Location: Sunflower and Plant Biology Research2012 Annual Report
1a. Objectives (from AD-416):
Development and evaulation of non herbicide-tolerant B. napus breeding populations using recently discovered sources of resistance and identify Brassica napus gerbicide-tolerant breeding lines with enhanced resistance to Sclerotinia sclerotiorum.
1b. Approach (from AD-416):
This proposal builds on results of previous projects that identified B. napus and B. rapa plant introduction materials and developed double haploid lines from Ames 26628, a B. napus accession with high levels of resistance to S. sclerotiorum. The project described here intends to develop and evaluate canola breeding populations using Ames 26628 DH lines and to continue efforts to identify herbicide-tolerant canola breeding lines with enhance resistance to S. sclerotiorum within the NDSU canola breeding program. To develop the breeding population, we intend to first produce DH materials from Topas, a public line which has been selected to be the susceptible parental line. F2 seeds from the Ames 26628 x Topas cross will be screened in the greenhouse using the petiole inoculation technique. Plant samples will be collected at this time for molecular marker evaluation. Resistant materials will be taken to seed production in the greenhouse and the following summer they will be evaluated in a disease nursery for their reaction to S. sclerotiorum as well as for agronomic traits. The identification of herbicidetolerant canola breeding lines with resistance to S. sclerotiorum will be conducted through replicated greenhouse and field trials. This project would contribute towards one of the goals of the Sclerotinia Initiative: the identification and characterization of new sources of resistance to manage diseases caused by this pathogen.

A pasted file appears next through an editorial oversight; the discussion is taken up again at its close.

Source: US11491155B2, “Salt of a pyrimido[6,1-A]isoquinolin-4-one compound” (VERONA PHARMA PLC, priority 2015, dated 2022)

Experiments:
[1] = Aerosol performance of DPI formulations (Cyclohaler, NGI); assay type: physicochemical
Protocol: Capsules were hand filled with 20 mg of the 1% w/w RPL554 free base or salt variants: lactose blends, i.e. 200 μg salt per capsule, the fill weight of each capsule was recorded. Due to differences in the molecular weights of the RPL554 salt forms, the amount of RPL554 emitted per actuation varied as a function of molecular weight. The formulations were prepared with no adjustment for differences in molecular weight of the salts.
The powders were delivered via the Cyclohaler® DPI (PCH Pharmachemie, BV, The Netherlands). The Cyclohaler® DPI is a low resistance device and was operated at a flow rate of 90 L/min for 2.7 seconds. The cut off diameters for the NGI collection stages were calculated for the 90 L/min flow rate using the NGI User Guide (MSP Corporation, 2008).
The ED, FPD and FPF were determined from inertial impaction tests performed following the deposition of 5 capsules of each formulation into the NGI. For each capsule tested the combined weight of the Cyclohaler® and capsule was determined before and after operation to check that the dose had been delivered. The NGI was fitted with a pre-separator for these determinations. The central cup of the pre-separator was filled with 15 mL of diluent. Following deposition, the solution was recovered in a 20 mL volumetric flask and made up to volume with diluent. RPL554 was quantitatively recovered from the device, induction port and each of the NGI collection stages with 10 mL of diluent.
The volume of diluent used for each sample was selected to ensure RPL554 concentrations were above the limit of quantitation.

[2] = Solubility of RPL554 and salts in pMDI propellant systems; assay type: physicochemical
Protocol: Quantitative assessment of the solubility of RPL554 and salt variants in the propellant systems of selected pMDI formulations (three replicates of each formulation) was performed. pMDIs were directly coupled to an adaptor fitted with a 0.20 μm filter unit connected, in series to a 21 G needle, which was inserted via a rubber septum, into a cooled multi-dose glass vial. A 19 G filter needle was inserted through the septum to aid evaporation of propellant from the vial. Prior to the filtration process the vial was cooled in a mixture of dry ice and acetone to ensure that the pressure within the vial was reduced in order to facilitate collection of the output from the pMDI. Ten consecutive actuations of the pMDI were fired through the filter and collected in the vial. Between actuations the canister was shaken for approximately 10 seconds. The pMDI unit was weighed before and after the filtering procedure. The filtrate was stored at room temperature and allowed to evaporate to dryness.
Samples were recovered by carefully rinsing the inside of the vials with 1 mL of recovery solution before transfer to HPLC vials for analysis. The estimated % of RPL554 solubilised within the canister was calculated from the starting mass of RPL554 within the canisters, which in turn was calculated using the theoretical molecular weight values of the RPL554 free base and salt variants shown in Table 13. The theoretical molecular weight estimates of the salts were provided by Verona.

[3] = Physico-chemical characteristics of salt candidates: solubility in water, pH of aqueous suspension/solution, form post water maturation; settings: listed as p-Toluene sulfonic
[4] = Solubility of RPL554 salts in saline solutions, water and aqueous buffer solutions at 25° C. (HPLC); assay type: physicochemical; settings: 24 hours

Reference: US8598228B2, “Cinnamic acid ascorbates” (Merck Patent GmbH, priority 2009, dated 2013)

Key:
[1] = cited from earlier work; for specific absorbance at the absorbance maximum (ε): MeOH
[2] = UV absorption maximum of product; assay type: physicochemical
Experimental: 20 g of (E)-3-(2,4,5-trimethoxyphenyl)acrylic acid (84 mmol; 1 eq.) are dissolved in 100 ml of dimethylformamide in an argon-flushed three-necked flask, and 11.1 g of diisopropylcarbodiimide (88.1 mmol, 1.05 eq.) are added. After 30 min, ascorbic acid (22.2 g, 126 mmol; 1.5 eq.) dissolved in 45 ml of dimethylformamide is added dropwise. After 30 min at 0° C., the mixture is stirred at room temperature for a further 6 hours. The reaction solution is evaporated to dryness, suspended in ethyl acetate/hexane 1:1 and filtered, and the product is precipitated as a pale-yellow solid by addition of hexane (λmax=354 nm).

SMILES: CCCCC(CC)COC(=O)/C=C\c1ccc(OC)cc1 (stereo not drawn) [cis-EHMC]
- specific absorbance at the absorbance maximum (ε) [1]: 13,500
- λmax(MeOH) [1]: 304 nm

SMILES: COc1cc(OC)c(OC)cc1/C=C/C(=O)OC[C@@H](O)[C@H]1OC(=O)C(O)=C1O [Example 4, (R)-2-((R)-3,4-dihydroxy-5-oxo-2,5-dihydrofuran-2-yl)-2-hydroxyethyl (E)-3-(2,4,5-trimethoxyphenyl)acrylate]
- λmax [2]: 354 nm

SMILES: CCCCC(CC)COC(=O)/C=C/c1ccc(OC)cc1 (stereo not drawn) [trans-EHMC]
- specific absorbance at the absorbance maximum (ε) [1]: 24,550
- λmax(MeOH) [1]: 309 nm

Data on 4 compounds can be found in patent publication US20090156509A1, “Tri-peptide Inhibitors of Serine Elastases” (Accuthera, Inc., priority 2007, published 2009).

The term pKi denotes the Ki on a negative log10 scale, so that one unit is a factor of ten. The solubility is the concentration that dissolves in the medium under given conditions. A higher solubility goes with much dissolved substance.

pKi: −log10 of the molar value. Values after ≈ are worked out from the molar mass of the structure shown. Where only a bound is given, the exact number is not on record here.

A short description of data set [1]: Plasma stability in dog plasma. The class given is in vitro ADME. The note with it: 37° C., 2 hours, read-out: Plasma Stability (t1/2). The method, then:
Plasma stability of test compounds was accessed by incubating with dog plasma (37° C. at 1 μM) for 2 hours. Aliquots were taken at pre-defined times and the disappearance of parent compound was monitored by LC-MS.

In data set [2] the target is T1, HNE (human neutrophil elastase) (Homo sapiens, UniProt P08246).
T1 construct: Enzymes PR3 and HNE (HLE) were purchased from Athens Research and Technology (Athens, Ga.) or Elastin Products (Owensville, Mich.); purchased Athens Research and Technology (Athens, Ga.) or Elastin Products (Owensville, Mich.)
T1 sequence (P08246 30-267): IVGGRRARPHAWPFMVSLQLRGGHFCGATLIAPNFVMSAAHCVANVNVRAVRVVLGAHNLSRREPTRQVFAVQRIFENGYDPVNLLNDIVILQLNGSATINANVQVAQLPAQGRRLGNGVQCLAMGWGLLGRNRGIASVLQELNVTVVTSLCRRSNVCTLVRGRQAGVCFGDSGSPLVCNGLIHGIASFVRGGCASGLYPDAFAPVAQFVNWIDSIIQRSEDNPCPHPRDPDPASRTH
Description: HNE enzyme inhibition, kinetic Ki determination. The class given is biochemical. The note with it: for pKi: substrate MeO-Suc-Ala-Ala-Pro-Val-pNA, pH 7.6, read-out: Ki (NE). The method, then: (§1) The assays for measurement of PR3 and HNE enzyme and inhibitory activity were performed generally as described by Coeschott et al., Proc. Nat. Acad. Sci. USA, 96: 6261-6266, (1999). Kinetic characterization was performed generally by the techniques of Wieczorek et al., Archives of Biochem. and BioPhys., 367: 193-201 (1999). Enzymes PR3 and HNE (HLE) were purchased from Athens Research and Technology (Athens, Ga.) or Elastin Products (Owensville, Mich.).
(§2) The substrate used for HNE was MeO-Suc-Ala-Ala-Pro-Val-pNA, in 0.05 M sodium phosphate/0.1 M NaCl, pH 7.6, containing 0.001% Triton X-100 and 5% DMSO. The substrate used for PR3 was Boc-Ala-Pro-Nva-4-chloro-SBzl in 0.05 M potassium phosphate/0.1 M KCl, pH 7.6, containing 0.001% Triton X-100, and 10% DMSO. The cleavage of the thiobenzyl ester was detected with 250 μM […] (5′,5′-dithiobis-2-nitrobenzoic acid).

3. Progress Report:
This project was initiated on July 1, 2010, research is ongoing, and the overall objective is the development of canola breeding populations and identification of herbicide-tolerant breeding lines with resistance to Sclerotinia sclerotiorum. Projects previously funded by the Sclerotinia Initiative identified Brassica napus plant introductions with higher resistance to S. sclerotiorum than the commercial cultivars used as controls. These materials were crossed to develop breeding populations, one conventional and the other a doubled haploid (DH). The conventional population was developed from the cross between Ames 26628 and PI458939, the DH population was created from the cross between Ames 26628 and PI458940. During the last two years, we challenged seedlings from the Ames 26628xPI458939 population using the petiole inoculation technique, allowed the survivors to produce seed, and then screened their descendants. Using this selection procedure we advanced surviving plants from this population to the F6 generation. With each new generation plants became more tolerant of infection and those plants that died took longer and longer to do so. The percentage of surviving plants increased from 30% in the F1 to 85% in the F4 generation. We are currently increasing seeds from materials that survived the last inoculations to evaluate them in the fields as part of the activities outlined in this proposal. The DH population was also screened using the petiole inoculation technique, and a DH line, NEP63, was identified as having the highest levels of resistance. We are currently increasing seed of this DH line for field testing.Glyphosate-tolerant canola breeding lines were identified as having statistically less disease than the commercial controls included in the study. In 2011, Sclerotinia stem rot (SSR) incidence ranged between 3% and 40% although most lines evaluated had <25% incidence. Seven breeding lines had SSR incidences below 15%. Some of these lines have performed well in previous years and have been advanced to the next level by the breeder.